Belief in heaven and hell is a big deal in Judaism, Christianity, and Islam, and some forms of doctrinaire Buddhism. For the rest of us it's simply meaningless. We don't live in order to die, we live in order to live.
Ursla Le Guin (1929-2018)
interview in Vice Magazine
The Cancer of Competition:
Notes and Questions
Political campaign illegalities, scientific fraud, corporate trickery, the use of steroids in sports - the link is competition. The desire to be first, the desire to be top, the desire to have the most - the link is competition. Competition is a cancer. Competition destroys lives. It kills people. One doesn't need any great intellect to realise this. Simple observation of the current world should suffice. However, it is worth examining the concept in detail, as it is through understanding that enlightenment and change can come about.
Alfie Kohn (1992) defines competition as MEGA:
Mutually Exclusive Goal Attainment
It follows from this that one cannot compete with oneself. Competition is something that occurs at the expense of others. I win by making you lose. Such an ethos should be abhorrent in the classroom.
Competition is created through scarcity. A prize is a form of artificial scarcity. It's worth considering how often teachers inadvertently create competition in the classroom. Asking for a show of hands to determine who will answer a class question creates an instant competition. Whoever the teacher chooses wins, everyone else looses. Comparing students, displaying work and of course tests are all potential sources of competition.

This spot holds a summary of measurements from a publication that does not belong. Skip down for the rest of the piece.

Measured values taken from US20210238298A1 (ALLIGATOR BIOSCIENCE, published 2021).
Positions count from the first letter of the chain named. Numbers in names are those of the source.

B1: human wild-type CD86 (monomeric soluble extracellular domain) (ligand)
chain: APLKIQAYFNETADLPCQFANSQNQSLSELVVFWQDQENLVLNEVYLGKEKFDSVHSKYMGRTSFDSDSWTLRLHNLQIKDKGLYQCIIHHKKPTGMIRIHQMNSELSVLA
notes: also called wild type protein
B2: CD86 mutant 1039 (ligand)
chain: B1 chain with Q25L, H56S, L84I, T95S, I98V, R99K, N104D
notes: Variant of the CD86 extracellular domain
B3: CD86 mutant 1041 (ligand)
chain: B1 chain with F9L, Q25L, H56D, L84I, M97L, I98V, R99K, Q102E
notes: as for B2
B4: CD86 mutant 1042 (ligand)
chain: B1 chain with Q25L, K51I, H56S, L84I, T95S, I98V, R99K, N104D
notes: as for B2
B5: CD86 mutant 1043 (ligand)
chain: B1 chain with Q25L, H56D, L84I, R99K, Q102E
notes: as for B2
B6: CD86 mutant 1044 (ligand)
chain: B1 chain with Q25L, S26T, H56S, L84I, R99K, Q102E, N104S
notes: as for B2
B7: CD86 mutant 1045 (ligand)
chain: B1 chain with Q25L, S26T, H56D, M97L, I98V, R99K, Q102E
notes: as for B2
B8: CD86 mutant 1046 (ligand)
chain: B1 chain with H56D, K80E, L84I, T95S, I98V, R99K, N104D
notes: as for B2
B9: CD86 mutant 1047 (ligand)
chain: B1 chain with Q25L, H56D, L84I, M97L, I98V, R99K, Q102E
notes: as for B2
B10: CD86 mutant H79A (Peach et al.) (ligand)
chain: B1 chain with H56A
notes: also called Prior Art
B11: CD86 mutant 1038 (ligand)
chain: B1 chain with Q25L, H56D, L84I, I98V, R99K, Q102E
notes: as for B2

Many teachers believe that competition breeds excellence. "In general wanting to win can be a powerful motivating force." David Paul (1991). I believe the desire to win only makes people interested in winning. In the worse cases victory in games can become a horrible one-upmanship. The activity is not enjoyed for its own sake but becomes a means to put down others. Children especially are keen to play games but often lose interest when they feel they have no chance of winning.
Once a child feels there is no chance of winning the child 'switches off'. A clear signal is the way the child uses the game equipment (cards, dice, or whatever). If the child begins to mess around with the equipment or use it in a laborious or exaggerated fashion then that is indication that the child is not focused on the activity. And if the child is not focused then the value of the activity is nil.